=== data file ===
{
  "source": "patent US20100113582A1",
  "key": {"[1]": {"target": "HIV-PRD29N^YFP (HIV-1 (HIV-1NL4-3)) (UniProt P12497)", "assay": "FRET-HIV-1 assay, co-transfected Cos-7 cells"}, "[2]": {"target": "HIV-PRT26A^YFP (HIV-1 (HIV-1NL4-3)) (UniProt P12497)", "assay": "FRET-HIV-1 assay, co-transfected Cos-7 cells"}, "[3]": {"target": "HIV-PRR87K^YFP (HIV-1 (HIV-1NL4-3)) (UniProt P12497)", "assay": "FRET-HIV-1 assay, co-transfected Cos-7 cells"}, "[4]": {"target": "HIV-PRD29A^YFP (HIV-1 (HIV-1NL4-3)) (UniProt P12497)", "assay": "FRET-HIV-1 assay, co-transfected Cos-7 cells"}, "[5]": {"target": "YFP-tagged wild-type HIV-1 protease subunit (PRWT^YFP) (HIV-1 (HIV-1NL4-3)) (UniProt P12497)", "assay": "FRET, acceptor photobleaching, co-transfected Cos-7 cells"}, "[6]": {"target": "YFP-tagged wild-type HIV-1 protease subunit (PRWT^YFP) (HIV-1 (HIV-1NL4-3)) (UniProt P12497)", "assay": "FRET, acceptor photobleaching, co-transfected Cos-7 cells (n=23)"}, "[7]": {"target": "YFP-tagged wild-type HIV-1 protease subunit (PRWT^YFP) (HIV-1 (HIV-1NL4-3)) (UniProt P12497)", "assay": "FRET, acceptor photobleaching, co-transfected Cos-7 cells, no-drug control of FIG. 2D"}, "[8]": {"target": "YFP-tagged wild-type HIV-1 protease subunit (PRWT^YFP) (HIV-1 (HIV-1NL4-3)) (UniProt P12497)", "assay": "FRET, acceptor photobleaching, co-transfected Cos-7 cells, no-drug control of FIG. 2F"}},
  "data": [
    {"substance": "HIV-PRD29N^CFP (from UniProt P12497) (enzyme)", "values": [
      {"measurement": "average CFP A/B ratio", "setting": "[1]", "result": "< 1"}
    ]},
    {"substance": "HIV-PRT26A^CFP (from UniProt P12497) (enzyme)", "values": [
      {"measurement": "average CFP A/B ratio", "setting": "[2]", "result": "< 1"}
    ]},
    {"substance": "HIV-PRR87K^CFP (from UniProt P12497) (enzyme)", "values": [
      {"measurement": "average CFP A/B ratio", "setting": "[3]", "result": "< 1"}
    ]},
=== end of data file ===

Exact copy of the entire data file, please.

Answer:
{
  "source": "patent US20100113582A1",
  "key": {"[1]": {"target": "HIV-PRD29N^YFP (HIV-1 (HIV-1NL4-3)) (UniProt P12497)", "assay": "FRET-HIV-1 assay, co-transfected Cos-7 cells"}, "[2]": {"target": "HIV-PRT26A^YFP (HIV-1 (HIV-1NL4-3)) (UniProt P12497)", "assay": "FRET-HIV-1 assay, co-transfected Cos-7 cells"}, "[3]": {"target": "HIV-PRR87K^YFP (HIV-1 (HIV-1NL4-3)) (UniProt P12497)", "assay": "FRET-HIV-1 assay, co-transfected Cos-7 cells"}, "[4]": {"target": "HIV-PRD29A^YFP (HIV-1 (HIV-1NL4-3)) (UniProt P12497)", "assay": "FRET-HIV-1 assay, co-transfected Cos-7 cells"}, "[5]": {"target": "YFP-tagged wild-type HIV-1 protease subunit (PRWT^YFP) (HIV-1 (HIV-1NL4-3)) (UniProt P12497)", "assay": "FRET, acceptor photobleaching, co-transfected Cos-7 cells"}, "[6]": {"target": "YFP-tagged wild-type HIV-1 protease subunit (PRWT^YFP) (HIV-1 (HIV-1NL4-3)) (UniProt P12497)", "assay": "FRET, acceptor photobleaching, co-transfected Cos-7 cells (n=23)"}, "[7]": {"target": "YFP-tagged wild-type HIV-1 protease subunit (PRWT^YFP) (HIV-1 (HIV-1NL4-3)) (UniProt P12497)", "assay": "FRET, acceptor photobleaching, co-transfected Cos-7 cells, no-drug control of FIG. 2D"}, "[8]": {"target": "YFP-tagged wild-type HIV-1 protease subunit (PRWT^YFP) (HIV-1 (HIV-1NL4-3)) (UniProt P12497)", "assay": "FRET, acceptor photobleaching, co-transfected Cos-7 cells, no-drug control of FIG. 2F"}},
  "data": [
    {"substance": "HIV-PRD29N^CFP (from UniProt P12497) (enzyme)", "values": [
      {"measurement": "average CFP A/B ratio", "setting": "[1]", "result": "< 1"}
    ]},
    {"substance": "HIV-PRT26A^CFP (from UniProt P12497) (enzyme)", "values": [
      {"measurement": "average CFP A/B ratio", "setting": "[2]", "result": "< 1"}
    ]},
    {"substance": "HIV-PRR87K^CFP (from UniProt P12497) (enzyme)", "values": [
      {"measurement": "average CFP A/B ratio", "setting": "[3]", "result": "< 1"}
    ]},